Introduced as an Earth youth that mysteriously developed the ability to turn into some clone of Hawkman, Charley Parker would blaze a trail as the Golden Eagle eventually joining Titans West. The character was later retconned as the son of a Thanagarian that tried to infiltrate Earth’s heroes as a new Hawkman in hopes of gaining intelligence for an inevitable invasion of Earth by his people. Charley Parker, born Ch’al Andar, was drafted in this plan, becoming Golden Eagle and infiltrating the Titans. While interesting, Golden Eagle is not comics’ only supposed protege of Hawkman as the Golden Age Hawkman had a son that became the hero Silver Scarab (and later Dr. Fate) and adopted the alien Northwind of Feithera (race of humanoid bird people). So, some mixture of these elements could make for a compelling and interesting character for Young Justice.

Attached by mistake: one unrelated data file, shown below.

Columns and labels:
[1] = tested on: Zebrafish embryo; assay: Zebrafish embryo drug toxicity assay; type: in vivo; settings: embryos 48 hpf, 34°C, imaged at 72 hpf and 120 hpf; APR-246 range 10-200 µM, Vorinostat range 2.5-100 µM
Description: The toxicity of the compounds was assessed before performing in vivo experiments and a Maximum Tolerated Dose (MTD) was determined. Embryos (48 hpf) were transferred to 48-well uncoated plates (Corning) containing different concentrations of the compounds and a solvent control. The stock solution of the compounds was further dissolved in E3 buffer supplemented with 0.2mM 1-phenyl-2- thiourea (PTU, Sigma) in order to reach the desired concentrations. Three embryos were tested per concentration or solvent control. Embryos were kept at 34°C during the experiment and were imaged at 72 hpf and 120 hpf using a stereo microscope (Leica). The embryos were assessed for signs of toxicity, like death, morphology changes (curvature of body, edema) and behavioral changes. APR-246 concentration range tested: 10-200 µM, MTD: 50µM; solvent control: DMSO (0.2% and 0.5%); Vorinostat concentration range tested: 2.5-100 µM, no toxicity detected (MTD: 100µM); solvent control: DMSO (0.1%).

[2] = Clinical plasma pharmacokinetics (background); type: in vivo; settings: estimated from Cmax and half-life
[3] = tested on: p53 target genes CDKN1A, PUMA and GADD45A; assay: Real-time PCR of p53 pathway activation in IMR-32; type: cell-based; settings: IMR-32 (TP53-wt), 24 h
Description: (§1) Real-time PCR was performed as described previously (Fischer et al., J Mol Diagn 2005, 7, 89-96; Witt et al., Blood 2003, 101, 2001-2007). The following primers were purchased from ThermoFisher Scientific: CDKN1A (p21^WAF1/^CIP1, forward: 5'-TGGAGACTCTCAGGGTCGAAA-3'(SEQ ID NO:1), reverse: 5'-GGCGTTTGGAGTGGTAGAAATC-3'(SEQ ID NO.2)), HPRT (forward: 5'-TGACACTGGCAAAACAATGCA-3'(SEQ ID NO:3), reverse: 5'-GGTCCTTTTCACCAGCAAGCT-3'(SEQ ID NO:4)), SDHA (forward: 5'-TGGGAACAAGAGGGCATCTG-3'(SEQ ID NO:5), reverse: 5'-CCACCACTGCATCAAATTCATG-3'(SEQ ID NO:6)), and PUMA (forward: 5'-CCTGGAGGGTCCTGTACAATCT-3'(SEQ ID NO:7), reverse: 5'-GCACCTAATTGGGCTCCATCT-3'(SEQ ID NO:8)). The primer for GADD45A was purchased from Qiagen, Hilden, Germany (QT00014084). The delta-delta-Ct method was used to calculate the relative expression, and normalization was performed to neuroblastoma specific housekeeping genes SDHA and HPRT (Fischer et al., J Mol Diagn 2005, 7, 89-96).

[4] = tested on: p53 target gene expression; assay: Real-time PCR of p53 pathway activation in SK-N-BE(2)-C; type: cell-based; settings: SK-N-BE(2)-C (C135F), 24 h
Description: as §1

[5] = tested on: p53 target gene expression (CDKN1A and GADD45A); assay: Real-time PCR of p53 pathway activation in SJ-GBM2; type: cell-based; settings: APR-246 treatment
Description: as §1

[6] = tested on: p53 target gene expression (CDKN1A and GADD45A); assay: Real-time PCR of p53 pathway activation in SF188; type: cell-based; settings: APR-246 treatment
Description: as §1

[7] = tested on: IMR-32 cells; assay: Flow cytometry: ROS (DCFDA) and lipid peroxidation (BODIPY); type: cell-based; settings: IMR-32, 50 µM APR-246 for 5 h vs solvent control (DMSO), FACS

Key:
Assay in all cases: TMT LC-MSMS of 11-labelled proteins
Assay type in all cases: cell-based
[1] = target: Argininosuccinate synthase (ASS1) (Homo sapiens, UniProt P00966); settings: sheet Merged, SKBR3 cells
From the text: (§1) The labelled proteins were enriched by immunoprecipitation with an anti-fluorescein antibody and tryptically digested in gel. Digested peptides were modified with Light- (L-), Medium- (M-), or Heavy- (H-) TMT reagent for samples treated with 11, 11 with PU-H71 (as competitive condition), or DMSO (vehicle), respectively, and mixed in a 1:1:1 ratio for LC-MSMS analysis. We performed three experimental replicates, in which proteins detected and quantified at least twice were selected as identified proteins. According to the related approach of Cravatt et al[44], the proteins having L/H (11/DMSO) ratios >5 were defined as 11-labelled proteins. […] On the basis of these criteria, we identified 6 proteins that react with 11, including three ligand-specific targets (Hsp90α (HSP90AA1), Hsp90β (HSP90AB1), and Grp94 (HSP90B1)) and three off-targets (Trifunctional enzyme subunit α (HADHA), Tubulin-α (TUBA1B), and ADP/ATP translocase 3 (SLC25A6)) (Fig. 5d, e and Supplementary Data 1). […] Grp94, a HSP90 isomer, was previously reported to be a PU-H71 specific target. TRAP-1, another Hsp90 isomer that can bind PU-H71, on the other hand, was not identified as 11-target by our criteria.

Air Wave

Click to view larger image

AIR WAVE

The cousin of Green Lantern Hal Jordan, Harold “Hal” Jordan is the son of the Golden Age hero Air Wave and carries on his father’s name. Able to transform into any form of energy at a young age, Harold teamed with his cousin for some time learning how to control his powers and to be a hero. Air Wave would fit in well with the team as Young Justice is largely a junior Justice League where, of the main seven members, only Wonder Woman and Green Lantern are unrepresented (though, as I said, Wonder Girl is likely to appear in time). Adding Air Wave can fill this gap without introducing yet another Earth-based Green Lantern and he would fill a gap in the group being able to generate long range attacks (of course, Aqualad can generate electric shocks and Artemis shoots arrows, Harold can shoot energy blasts).

Stargirl

Click to view larger image

STARGIRL